With reference to our letter registered No. 12–01379–97 of May 15 of this year and the follow-up Powers of Attorney of August 5 and September 23 of this year, the present statement is to certify the previously agreed terms in regard to the unlawful assets outside of Ukraine of the Ukrainian citizens who illegally became the beneficiaries of PFG United Energy Systems of Ukraine and of United Energy International Ltd., and in regard to work on the return of such assets to Ukraine.
The October Agreement letter also bore the UPGO letterhead, including the Coat of Arms of Ukraine, and the signature of the new Prosecutor General. It was delivered to UTICo by Ukrainian officials during the Ukrainian Prime Minister's trip to Washington, D.C.
Other instruments included Powers of Attorney (“POAs”) granted by UPGO to UTICo and/or attorneys selected by UTICo to pursue a series of investigations and actions on its behalf in multiple jurisdictions outside of Ukraine. Specifically, they granted UTICo and its selected attorneys authority to investigate and bring legal actions to reveal and secure the freezing of assets in a variety of jurisdictions, including, inter alia, the United States, the British Virgin Islands, the Bahamas, Panama, and Barbados. UTICo used these POAs to accomplish its asset recovery work on behalf of Ukraine.
UTICo claims that it was instrumental in freezing hundreds of millions of dollars for Ukraine through uncovering fraud engaged in by the principals of UESU and providing evidence vital to the prosecution of Lazarenko, Kiritchenko, and others. For example, it states in the complaint that it provided the evidence to UPGO that allowed UPGO to freeze $144 million of assets in the Balford Trust and an additional unknown amount of assets in the BL Trust maintained by Credit Suisse AG Bank in Guernsey, the Channel Islands, in 1998. It also allegedly provided evidence to UPGO allowing UPGO to freeze over $100 million of assets held in Eurofed Bank in Antigua, Lithuania, and Switzerland in 1999 and 2000. Further, UTICO claims it collected evidence in the Bahamas, Panama, Cyprus, Nauru, the Isle of Man, Jersey, St. Kitts, and the Cayman Islands, which UPGO then used to prosecute claims for stolen assets in excess of $1 billion in Ukraine.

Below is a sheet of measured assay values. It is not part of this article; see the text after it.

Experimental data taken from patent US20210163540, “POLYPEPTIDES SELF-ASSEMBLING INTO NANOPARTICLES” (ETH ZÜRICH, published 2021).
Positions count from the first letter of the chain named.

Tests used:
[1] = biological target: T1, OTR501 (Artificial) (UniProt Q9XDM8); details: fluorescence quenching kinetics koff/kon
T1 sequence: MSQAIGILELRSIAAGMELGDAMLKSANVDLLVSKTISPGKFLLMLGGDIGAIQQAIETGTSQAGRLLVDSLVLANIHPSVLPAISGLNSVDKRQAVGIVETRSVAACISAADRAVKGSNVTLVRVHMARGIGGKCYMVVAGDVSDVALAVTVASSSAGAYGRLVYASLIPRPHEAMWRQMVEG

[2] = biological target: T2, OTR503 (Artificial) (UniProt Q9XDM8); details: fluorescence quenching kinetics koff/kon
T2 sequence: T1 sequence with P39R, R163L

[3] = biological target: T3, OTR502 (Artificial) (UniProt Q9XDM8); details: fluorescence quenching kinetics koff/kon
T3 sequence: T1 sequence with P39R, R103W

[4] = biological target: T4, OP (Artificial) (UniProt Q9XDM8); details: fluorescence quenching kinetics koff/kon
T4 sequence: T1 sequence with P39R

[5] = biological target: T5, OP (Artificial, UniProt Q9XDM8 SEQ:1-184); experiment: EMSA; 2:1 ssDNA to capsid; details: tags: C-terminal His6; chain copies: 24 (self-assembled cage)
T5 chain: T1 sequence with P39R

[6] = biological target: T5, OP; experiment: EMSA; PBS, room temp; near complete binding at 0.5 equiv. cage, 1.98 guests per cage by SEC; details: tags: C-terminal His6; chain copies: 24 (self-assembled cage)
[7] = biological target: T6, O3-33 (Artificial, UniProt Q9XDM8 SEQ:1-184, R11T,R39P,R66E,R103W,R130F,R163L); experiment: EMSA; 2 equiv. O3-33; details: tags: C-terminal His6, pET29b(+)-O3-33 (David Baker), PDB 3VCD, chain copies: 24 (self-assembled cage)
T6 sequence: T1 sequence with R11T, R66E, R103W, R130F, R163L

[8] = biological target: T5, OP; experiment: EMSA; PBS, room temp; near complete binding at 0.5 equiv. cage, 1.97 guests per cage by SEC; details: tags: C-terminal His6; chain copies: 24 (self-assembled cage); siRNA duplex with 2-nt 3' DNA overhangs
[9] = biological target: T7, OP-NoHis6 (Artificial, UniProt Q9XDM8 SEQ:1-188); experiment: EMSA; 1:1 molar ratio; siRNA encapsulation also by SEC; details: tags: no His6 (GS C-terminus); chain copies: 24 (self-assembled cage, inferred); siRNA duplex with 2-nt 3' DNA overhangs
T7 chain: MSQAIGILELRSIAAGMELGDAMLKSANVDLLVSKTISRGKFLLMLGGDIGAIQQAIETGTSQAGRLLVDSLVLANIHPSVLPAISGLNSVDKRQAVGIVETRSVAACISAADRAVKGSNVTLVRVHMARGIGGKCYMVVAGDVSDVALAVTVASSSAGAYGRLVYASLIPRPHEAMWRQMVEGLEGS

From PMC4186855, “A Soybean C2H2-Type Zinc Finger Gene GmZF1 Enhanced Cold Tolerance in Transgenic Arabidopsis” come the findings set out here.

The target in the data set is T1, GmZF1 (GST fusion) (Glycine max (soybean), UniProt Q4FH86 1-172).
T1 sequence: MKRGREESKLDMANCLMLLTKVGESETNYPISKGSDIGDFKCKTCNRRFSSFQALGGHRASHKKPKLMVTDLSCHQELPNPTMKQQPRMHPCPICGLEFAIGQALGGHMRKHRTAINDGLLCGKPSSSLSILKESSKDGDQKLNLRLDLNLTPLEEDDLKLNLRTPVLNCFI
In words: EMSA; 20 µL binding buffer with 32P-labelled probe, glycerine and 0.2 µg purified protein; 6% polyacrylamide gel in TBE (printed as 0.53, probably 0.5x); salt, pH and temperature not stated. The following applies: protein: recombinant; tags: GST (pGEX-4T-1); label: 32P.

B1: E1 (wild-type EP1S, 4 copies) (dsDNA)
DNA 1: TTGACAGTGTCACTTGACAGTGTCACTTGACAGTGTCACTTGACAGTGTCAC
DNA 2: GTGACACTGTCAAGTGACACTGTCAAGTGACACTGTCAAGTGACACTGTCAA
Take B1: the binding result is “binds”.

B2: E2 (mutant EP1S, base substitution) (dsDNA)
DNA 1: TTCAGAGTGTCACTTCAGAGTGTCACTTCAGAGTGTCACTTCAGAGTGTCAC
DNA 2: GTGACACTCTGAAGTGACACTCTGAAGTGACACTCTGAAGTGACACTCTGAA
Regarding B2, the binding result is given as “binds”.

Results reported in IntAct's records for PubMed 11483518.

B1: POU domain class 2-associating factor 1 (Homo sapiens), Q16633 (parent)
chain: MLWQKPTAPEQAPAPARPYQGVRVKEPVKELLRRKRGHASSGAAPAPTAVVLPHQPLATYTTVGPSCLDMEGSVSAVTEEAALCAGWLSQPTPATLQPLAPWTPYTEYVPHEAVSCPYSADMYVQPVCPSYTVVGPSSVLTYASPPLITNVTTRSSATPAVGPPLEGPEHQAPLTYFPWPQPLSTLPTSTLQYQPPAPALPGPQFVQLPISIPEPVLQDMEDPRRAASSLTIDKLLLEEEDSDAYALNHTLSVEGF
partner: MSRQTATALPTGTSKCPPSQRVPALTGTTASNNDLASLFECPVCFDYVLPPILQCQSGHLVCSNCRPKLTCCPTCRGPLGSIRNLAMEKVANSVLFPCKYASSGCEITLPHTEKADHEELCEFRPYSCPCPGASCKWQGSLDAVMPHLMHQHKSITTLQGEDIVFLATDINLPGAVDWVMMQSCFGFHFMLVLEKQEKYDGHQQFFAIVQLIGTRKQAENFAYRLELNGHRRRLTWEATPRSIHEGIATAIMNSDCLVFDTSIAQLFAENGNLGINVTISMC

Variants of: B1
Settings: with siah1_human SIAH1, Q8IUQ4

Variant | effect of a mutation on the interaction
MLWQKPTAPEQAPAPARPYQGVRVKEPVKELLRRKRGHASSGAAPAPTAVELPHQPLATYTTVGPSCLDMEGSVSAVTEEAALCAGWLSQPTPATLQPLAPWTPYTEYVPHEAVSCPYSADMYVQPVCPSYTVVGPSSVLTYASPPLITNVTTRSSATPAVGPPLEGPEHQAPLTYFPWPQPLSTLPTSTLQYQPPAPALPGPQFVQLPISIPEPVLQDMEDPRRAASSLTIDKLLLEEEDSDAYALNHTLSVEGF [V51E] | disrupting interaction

On November 26, 2010, UTICo filed its complaint in the instant action. The Ukrainian defendants accepted UTICo's facts as true when they filed a motion to dismiss the complaint on grounds, inter alia, that they were entitled to immunity under the FSIA.
The district court denied defendants' motion to dismiss in part, allowing UTICo's breach of contract claim pertaining to the 1998 Agreements to go forward on grounds that jurisdiction could be asserted over that claim under the commercial activity exception to the FSIA. See Universal Trading & Inv. Co. v. Bureau for Representing Ukrainian Interests in Int'l & Foreign Courts ( Universal I ), 898 F.Supp.2d 301 (D.Mass.2012). Specifically, the court found that, while “the Agreement's language is ambiguous,” and “extrinsic evidence will be necessary to establish the parties' intent,” plaintiffs had stated a claim for breach of contract that was not jurisdictionally barred by the FSIA. Id. at 314–16, 319–20. In finding that the commercial activity exception applied to UTICo's breach of contract claim, the court stated:
Ukraine hired an outside agent—UTICo—to engage in asset recovery on its behalf. It is the contract between those two parties, and not the asset recovery itself, that is at issue in this case. The contract between Ukraine and UTICo is not inherently governmental and does not address services that could be rendered to or...